The Branch Davidian Compound, 20 Years Later
On one side of a dust-scarred patch of country road, a modest ranch home sits barricaded behind a barbed-wire gate on which hang "Keep Out" and "Beware of Dog" signs.
On the other side, the neighbors have perched two wrought-iron gates wide open, poised to embrace anyone who proceeds through their arms and up the long dirt driveway beyond.
Twenty years ago, such an inviting entrance at the border of this property would have been unthinkable.
Standing outside the gate on a late July morning, I find it hard not to scan the horizon in search of the television images, of black smoke billowing from a three-story structure, of an inferno transforming it to ashes. Over the course of a 51-day standoff in the spring of 1993, this 77.8-acre lot of empty Texas prairie became known in every American household as the Branch Davidian Compound.
The embers, of course, have long since cooled. From the road, there's little to see except a memory.
The land is still used by surviving Branch Davidians. Some live on a rebuilt portion of the premises. Others come from nearby Waco for worship services. And a portion of the property remains open to the public, standing as a marker to the deadliest clash between the U.S. government and its own citizens since Wounded Knee.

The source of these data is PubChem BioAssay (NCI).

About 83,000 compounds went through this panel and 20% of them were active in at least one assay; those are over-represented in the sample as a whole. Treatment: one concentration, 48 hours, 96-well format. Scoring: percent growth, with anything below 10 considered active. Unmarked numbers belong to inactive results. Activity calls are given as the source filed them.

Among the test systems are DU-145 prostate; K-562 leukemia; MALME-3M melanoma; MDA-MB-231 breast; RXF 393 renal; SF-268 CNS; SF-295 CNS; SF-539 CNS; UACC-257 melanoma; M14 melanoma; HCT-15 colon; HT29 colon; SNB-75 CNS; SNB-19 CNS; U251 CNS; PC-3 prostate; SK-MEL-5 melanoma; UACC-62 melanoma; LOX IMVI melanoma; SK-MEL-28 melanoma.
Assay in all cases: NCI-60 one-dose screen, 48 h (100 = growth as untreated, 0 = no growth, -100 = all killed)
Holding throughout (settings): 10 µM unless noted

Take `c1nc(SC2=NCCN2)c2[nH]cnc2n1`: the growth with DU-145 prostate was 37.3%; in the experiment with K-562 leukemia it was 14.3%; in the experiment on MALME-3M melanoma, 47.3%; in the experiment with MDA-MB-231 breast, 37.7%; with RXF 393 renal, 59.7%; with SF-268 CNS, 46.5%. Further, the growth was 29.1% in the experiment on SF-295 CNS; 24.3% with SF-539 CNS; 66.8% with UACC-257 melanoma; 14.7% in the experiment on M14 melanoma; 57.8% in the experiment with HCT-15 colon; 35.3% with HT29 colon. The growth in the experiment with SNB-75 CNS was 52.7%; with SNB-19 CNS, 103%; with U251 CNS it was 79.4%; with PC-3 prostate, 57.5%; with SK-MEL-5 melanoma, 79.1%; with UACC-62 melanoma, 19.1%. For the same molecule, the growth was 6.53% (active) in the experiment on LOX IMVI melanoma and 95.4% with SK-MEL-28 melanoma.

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It would be easy to mistake this place, officially known as the Mount Carmel Center, for a protected natural habitat or open-space preserve.
The first thing I notice after parking, aside from stillness, is an army of grasshoppers brushing against tall, dry grass. Birds of at least a dozen different species circle overhead and break the silence with an occasional chirp or squawk. A swan lounges in a pond. Against intuition and violent backdrop, it feels like a strangely peaceful place.
Inside the entrance, a memorial to the 82 Branch Davidians who died during the standoff sits under a large oak tree. I walk over to read the names of the dead, inscribed on bricks.